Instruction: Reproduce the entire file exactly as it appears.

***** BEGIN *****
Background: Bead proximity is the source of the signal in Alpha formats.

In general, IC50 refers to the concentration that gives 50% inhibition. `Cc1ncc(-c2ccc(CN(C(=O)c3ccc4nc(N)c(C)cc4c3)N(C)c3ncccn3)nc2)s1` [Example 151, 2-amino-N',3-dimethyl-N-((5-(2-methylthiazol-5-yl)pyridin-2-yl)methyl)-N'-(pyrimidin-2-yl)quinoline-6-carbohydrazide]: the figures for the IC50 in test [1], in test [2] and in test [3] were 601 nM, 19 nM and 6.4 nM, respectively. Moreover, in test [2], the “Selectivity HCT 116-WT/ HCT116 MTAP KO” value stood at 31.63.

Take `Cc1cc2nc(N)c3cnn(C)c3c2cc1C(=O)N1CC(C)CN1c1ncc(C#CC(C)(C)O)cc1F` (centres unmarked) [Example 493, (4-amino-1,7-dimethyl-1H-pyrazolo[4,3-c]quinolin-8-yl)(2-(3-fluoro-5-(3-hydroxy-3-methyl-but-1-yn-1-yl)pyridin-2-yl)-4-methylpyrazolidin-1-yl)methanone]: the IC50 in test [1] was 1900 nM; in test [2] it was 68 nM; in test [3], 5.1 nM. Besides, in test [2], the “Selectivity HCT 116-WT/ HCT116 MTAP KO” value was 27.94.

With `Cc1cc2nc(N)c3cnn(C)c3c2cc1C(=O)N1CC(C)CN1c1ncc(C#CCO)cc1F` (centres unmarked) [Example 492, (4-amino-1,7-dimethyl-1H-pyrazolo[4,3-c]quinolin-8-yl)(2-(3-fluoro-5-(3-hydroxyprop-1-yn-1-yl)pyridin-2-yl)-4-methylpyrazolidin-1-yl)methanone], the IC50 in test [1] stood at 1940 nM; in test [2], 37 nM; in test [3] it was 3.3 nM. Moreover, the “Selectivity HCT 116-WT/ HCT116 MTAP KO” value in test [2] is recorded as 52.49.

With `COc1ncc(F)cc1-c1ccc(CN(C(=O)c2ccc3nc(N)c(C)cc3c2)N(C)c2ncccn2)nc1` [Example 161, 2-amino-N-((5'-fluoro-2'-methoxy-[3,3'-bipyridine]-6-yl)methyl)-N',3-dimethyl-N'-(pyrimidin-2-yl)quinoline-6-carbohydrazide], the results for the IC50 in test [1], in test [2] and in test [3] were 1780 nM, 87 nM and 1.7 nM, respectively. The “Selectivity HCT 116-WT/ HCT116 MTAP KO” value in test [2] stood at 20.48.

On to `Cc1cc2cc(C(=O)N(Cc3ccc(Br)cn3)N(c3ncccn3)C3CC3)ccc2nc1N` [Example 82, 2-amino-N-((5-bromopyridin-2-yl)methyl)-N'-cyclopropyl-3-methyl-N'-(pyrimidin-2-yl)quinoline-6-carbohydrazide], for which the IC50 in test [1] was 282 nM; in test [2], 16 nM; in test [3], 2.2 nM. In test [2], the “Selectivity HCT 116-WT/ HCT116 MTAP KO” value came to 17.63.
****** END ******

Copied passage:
Background: Bead proximity is the source of the signal in Alpha formats.

In general, IC50 refers to the concentration that gives 50% inhibition. `Cc1ncc(-c2ccc(CN(C(=O)c3ccc4nc(N)c(C)cc4c3)N(C)c3ncccn3)nc2)s1` [Example 151, 2-amino-N',3-dimethyl-N-((5-(2-methylthiazol-5-yl)pyridin-2-yl)methyl)-N'-(pyrimidin-2-yl)quinoline-6-carbohydrazide]: the figures for the IC50 in test [1], in test [2] and in test [3] were 601 nM, 19 nM and 6.4 nM, respectively. Moreover, in test [2], the “Selectivity HCT 116-WT/ HCT116 MTAP KO” value stood at 31.63.

Take `Cc1cc2nc(N)c3cnn(C)c3c2cc1C(=O)N1CC(C)CN1c1ncc(C#CC(C)(C)O)cc1F` (centres unmarked) [Example 493, (4-amino-1,7-dimethyl-1H-pyrazolo[4,3-c]quinolin-8-yl)(2-(3-fluoro-5-(3-hydroxy-3-methyl-but-1-yn-1-yl)pyridin-2-yl)-4-methylpyrazolidin-1-yl)methanone]: the IC50 in test [1] was 1900 nM; in test [2] it was 68 nM; in test [3], 5.1 nM. Besides, in test [2], the “Selectivity HCT 116-WT/ HCT116 MTAP KO” value was 27.94.

With `Cc1cc2nc(N)c3cnn(C)c3c2cc1C(=O)N1CC(C)CN1c1ncc(C#CCO)cc1F` (centres unmarked) [Example 492, (4-amino-1,7-dimethyl-1H-pyrazolo[4,3-c]quinolin-8-yl)(2-(3-fluoro-5-(3-hydroxyprop-1-yn-1-yl)pyridin-2-yl)-4-methylpyrazolidin-1-yl)methanone], the IC50 in test [1] stood at 1940 nM; in test [2], 37 nM; in test [3] it was 3.3 nM. Moreover, the “Selectivity HCT 116-WT/ HCT116 MTAP KO” value in test [2] is recorded as 52.49.

With `COc1ncc(F)cc1-c1ccc(CN(C(=O)c2ccc3nc(N)c(C)cc3c2)N(C)c2ncccn2)nc1` [Example 161, 2-amino-N-((5'-fluoro-2'-methoxy-[3,3'-bipyridine]-6-yl)methyl)-N',3-dimethyl-N'-(pyrimidin-2-yl)quinoline-6-carbohydrazide], the results for the IC50 in test [1], in test [2] and in test [3] were 1780 nM, 87 nM and 1.7 nM, respectively. The “Selectivity HCT 116-WT/ HCT116 MTAP KO” value in test [2] stood at 20.48.

On to `Cc1cc2cc(C(=O)N(Cc3ccc(Br)cn3)N(c3ncccn3)C3CC3)ccc2nc1N` [Example 82, 2-amino-N-((5-bromopyridin-2-yl)methyl)-N'-cyclopropyl-3-methyl-N'-(pyrimidin-2-yl)quinoline-6-carbohydrazide], for which the IC50 in test [1] was 282 nM; in test [2], 16 nM; in test [3], 2.2 nM. In test [2], the “Selectivity HCT 116-WT/ HCT116 MTAP KO” value came to 17.63.